2014 National Electronic Monitoring Workshop
The National Electronic Monitoring Workshop was held January 8-9, 2014 in Seattle, WA. The workshop was organized by Dorothy Lowman, consultant and Chair of the Pacific Fishery Management Council, who worked with a steering committee of managers, scientists, fishing industry representatives, and conservation interests from around the country.
See workshop videos and final report below. And for materials from the workshop’s Poster Session, please browse our Posters section.
The workshop was designed to get people from diverse interests, fisheries, and regions to discuss how to move forward with implementing electronic monitoring in federal fisheries from around the country. The tone of the planning and workshop was: we know how to do pilot projects; energy now needs to be directed to implementing electronic monitoring as a viable tool in appropriate federal- waters fisheries.
The goal of the workshop was to provide information and contacts that foster the integration of electronic monitoring into fishery monitoring systems. Objectives included:
- Gain a better understanding of the possible range of electronic monitoring applications
- Identify solutions to current challenges to integration of electronic monitoring
- Share lessons from each of our experiences with pilot studies and early design and implementation efforts
- Identify key program and design elements
- Discuss electronic reporting needs to support effective monitoring implementation plans
- Obtain tools to facilitate development of regional electronic monitoring implementation plans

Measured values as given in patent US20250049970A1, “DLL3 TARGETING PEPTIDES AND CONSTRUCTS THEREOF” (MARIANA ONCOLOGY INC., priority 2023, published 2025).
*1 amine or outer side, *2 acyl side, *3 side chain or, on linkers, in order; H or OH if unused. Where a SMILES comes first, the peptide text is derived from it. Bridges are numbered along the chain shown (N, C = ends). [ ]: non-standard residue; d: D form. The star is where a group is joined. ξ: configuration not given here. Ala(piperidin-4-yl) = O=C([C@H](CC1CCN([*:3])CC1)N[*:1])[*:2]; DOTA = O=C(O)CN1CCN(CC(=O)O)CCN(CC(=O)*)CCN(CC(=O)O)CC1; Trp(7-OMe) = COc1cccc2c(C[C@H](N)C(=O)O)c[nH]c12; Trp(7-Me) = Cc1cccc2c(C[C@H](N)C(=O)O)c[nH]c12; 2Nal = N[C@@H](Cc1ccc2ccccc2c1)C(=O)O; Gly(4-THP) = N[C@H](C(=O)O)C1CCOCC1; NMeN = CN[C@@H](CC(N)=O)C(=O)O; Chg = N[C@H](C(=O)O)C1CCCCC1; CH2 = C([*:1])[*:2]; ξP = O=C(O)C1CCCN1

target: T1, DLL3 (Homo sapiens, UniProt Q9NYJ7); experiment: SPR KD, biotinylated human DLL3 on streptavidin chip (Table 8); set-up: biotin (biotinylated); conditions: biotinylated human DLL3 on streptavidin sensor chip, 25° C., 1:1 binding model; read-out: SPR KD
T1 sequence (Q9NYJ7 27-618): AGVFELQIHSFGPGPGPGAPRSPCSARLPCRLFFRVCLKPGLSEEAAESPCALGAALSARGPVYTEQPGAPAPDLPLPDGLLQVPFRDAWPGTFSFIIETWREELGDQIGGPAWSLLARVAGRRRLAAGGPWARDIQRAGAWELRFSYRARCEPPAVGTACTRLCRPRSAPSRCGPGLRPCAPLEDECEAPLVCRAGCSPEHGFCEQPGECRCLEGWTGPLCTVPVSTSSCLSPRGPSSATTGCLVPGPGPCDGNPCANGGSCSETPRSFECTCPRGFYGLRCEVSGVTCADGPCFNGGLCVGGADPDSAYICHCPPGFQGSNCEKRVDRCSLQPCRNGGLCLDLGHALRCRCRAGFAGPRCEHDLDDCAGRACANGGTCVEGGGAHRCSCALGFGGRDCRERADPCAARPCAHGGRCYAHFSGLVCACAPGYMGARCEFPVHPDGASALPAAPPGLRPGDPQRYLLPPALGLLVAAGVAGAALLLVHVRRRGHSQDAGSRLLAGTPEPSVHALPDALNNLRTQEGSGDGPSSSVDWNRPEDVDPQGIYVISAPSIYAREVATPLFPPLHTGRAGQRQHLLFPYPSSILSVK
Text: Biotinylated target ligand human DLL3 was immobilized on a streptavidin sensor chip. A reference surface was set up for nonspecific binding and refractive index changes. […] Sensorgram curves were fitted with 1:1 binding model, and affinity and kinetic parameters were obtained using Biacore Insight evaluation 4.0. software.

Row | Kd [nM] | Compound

- Build professional networks to exchange electronic monitoring information
The workshop was attended by about 150 people, most of whom were selected because of their interest in electronic monitoring, electronic reporting, and fishery dependent monitoring issues. The workshop format was for plenary sessions that discussed broad electronic monitoring issues (the 20,000 or 30,000 foot view) with breakout sessions on specific issues or geared to specific types of fishery monitoring needs (multispecies fisheries, high volume fisheries, small boats and recreational fishing, and protected species or rare events).
People left the meeting excited about the potential that electronic monitoring holds for fishery monitoring, a desire to advance discussions and implementation in appropriate fisheries applications, and a commitment and understanding of the need for cooperative, inclusive planning to successfully implement electronic monitoring systems in federally managed fisheries.
Take-away ideas from the workshop include:
- Key elements to success for electronic monitoring programs
- Clear program objectives are needed upfront
- Need clear, shared definitions
- Scale program to value of fishery
- Develop technology, field services, and data services as a package
- Include all stakeholders in planning process from beginning
i. Include IT
ii. Include law enforcement
iii. Include service providers
- Need performance measures to determine program effectiveness
- Beware of over reliance on new technology or technologies beyond what is needed to meet program objectives, i.e. “beware of the shiny bauble”.
- Consider incentives in program, including regulatory incentives
i. Positive incentives
ii. Negative incentives, i.e. do this or something draconian will happen
- Each electronic monitoring application is unique but can use the same foundation; i.e. don’t re-invent the wheel when considering new electronic monitoring programs.
- Consider multiple uses for electronic monitoring data; e.g. bycatch monitoring, catch monitoring (when possible), uses by industry members, and for science purposes.
- Testing new systems and technologies is likely but these should be viewed as “pre-implementation,” (not redundant pilot programs) in the context of an electronic monitoring system that incorporates the elements of success listed above.
- There is strong interest in developing programs that establish performance standards and then let industry and service providers figure out how to meet the standards.
- There is value in adopting electronic monitoring in transitional steps; (i.e., adopting electronic monitoring for certain gears, vessel sizes or sectors within a fishery that are ready; phasing implementation over time, etc.)
Videos and Final Report from the Workshop